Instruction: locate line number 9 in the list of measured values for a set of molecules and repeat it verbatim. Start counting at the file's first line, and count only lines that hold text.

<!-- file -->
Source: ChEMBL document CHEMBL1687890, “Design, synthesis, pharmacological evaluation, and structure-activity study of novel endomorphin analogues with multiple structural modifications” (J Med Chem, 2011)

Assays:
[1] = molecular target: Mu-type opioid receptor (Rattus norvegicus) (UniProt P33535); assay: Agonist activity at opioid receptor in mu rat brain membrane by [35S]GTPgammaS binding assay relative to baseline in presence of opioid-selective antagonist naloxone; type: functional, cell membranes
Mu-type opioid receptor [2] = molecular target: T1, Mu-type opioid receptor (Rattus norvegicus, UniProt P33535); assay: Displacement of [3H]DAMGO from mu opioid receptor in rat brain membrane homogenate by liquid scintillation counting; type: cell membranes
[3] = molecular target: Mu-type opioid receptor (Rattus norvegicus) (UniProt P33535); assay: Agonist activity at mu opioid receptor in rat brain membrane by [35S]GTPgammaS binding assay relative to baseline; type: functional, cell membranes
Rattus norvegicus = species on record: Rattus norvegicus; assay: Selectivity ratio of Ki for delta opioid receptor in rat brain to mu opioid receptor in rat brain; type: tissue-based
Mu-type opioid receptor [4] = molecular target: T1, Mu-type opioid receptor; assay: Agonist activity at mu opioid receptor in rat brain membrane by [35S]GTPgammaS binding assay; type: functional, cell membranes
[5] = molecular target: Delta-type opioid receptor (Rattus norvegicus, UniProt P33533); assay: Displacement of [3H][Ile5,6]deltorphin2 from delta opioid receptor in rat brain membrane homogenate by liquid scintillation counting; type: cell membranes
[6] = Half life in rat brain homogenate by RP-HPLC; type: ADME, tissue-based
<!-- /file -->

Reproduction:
[6] = Half life in rat brain homogenate by RP-HPLC; type: ADME, tissue-based